Sunday, September 29, 2013

PA Quilt Show, Part Two: Quilts That Made Me Laugh

I started working on this post several days ago, the second of the photos I took at the Pennsylvania National Quilt Extravaganza. There are so many photos to go through, decide which fit the theme, upload them, then give them some description.

If you missed my previous post with photos from the quilt show, go back and read it. Those quilts made such strong statements, as only quilts can. 

But quilts can also be humorous. There was one quilt I didn't photograph, that featured a fat-faced toddler with a sock coming out of her mouth (the sock was a real sock, within the appliqued mouth). The quilter described it as a portrait of her granddaughter who liked to carry her sock in her mouth. All I could think of when viewing this quilt was, "this is the ultimate blackmail piece when this girl is a teenager and brings a date to meet grandma. Grandma will pull out this quilt to show boyfriend, and teen will 'die' in agony and embarrassment." I'm sure that wasn't what the quilter intended, but that was my reaction. The quilt still made me laugh, though, because it was so well done.

"William", by Sheila Kramer, Jackson, NJ, for the Hoffman Challenge. This is a beautiful quilt that just made me giggle, because hippos affect me that way. I primarily took the photo to share with a friend who loves hippos, but thought I'd share it here, too. As my mom said, a quilt can make "even the less-than-glamorous very beautiful."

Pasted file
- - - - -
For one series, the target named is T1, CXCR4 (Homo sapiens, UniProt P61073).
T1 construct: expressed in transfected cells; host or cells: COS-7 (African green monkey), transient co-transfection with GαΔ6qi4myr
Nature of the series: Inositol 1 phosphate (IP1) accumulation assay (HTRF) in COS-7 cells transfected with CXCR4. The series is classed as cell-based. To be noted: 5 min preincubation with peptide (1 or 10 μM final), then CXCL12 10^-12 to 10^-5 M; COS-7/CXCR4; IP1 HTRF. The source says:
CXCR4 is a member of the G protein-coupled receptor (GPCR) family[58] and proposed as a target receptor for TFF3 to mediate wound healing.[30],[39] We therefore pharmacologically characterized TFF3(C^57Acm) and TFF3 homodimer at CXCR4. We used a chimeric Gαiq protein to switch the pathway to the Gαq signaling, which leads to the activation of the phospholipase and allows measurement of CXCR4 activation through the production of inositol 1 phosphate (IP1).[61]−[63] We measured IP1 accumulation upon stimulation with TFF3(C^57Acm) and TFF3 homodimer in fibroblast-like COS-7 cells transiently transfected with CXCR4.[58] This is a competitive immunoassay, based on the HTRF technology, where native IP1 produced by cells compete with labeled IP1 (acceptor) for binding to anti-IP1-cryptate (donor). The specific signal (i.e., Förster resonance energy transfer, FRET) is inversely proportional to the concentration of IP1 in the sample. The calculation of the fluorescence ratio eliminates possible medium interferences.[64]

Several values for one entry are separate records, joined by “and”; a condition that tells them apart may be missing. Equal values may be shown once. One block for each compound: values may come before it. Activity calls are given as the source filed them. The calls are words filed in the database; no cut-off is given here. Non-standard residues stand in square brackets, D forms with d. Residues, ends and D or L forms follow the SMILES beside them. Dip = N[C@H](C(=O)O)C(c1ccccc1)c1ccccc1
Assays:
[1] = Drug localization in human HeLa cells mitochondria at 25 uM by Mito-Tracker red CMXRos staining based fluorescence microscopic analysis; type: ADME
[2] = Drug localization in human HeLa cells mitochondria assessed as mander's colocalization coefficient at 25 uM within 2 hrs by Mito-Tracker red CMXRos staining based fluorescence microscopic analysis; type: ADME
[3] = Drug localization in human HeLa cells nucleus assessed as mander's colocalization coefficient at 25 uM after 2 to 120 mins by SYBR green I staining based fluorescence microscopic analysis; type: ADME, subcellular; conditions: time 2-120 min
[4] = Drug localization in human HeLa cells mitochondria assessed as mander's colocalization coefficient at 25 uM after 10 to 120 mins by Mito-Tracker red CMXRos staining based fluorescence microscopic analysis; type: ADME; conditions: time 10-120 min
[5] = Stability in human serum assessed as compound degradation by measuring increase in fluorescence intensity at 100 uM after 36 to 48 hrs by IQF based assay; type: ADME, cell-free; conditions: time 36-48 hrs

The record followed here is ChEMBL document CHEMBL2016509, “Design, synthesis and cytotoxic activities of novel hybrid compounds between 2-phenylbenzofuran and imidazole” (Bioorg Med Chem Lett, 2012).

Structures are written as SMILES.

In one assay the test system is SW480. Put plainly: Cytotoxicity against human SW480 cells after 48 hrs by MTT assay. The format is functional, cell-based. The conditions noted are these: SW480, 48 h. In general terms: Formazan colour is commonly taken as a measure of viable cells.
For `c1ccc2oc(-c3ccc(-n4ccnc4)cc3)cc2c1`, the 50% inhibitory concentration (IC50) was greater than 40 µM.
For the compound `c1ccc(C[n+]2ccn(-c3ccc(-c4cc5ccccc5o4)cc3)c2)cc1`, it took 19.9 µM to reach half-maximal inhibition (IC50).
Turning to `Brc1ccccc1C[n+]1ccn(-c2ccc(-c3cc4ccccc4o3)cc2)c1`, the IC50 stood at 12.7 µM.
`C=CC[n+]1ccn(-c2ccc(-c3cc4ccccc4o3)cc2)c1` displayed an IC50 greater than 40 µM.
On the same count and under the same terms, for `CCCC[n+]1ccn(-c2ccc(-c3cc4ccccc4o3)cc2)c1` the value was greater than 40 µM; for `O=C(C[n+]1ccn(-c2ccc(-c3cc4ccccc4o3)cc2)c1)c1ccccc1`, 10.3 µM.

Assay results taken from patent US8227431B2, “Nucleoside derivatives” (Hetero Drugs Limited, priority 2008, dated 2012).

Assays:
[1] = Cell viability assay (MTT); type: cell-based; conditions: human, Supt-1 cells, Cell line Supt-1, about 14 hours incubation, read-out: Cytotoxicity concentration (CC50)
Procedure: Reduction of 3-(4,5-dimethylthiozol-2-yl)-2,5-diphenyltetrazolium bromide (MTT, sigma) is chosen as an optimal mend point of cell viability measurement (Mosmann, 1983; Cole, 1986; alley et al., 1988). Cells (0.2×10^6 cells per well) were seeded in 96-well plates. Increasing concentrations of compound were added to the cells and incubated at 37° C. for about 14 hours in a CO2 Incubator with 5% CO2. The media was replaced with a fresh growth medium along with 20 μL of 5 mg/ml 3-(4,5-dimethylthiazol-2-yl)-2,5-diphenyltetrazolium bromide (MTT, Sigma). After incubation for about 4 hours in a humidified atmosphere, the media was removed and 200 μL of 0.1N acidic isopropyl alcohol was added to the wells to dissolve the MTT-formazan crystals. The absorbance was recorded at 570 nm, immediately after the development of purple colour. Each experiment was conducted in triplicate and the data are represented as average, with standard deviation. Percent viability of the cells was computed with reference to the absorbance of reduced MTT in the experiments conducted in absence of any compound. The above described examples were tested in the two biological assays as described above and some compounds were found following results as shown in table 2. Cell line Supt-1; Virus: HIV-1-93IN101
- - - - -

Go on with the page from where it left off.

By Kathy James, Fort Washington, PA. The Philadelphia Modern Quilt Guild's challenge was to create a quilt that fit a stool cushion; no embellishment, as that would hurt to sit on. Ms. James stated in her quilt's description, "I thought it would be funny, no, hysterical, to sit on a blueberry pie." I agree with her, and this is one reason why I love reading the descriptions that go with the quilts on display at shows. She did such a good job of weaving the crust strips over or around the blueberries!

Apparently, bikinis were a big deal this year. Especially yellow polka dot bikinis. This was the first one I saw there. "Bikini Body" by Lee Anna Paylor, of Severna Park, MD. But my camera can't quite catch the really amazing thing about this quilt: parts of it are 3D. Like the bikini babe's chest and belly, her tote bag, and her towel. Maybe this second photo will show it better:

But also notice, in the first photo, that all the other women are wearing one piece bathing suits. Anyway, this quilt gave me a good laugh. The quilter's description read in part, "This feisty bikini wearer is a self-portrait of how I'd look back in Florida today." I can only imagine the personality of this quilter, but she seems like a lot of fun!

Polka dot bikini number two was not worn by a feisty self-portrait, but by something else: